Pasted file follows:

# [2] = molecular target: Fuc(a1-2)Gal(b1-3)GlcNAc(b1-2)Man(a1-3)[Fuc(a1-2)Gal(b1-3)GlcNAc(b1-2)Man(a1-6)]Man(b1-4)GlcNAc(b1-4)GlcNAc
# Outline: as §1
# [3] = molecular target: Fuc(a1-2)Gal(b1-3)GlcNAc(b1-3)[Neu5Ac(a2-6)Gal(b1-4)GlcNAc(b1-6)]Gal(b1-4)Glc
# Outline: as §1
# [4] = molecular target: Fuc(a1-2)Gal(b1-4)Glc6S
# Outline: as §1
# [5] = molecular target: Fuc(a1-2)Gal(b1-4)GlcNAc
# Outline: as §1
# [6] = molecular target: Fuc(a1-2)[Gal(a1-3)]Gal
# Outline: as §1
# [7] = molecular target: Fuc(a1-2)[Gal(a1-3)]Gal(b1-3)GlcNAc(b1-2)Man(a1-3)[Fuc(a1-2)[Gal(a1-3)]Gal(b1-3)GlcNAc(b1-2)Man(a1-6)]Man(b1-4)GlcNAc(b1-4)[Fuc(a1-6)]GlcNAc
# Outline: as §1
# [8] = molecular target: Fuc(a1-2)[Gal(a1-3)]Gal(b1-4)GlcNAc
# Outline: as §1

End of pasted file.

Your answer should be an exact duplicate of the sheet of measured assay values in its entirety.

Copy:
# [2] = molecular target: Fuc(a1-2)Gal(b1-3)GlcNAc(b1-2)Man(a1-3)[Fuc(a1-2)Gal(b1-3)GlcNAc(b1-2)Man(a1-6)]Man(b1-4)GlcNAc(b1-4)GlcNAc
# Outline: as §1
# [3] = molecular target: Fuc(a1-2)Gal(b1-3)GlcNAc(b1-3)[Neu5Ac(a2-6)Gal(b1-4)GlcNAc(b1-6)]Gal(b1-4)Glc
# Outline: as §1
# [4] = molecular target: Fuc(a1-2)Gal(b1-4)Glc6S
# Outline: as §1
# [5] = molecular target: Fuc(a1-2)Gal(b1-4)GlcNAc
# Outline: as §1
# [6] = molecular target: Fuc(a1-2)[Gal(a1-3)]Gal
# Outline: as §1
# [7] = molecular target: Fuc(a1-2)[Gal(a1-3)]Gal(b1-3)GlcNAc(b1-2)Man(a1-3)[Fuc(a1-2)[Gal(a1-3)]Gal(b1-3)GlcNAc(b1-2)Man(a1-6)]Man(b1-4)GlcNAc(b1-4)[Fuc(a1-6)]GlcNAc
# Outline: as §1
# [8] = molecular target: Fuc(a1-2)[Gal(a1-3)]Gal(b1-4)GlcNAc
# Outline: as §1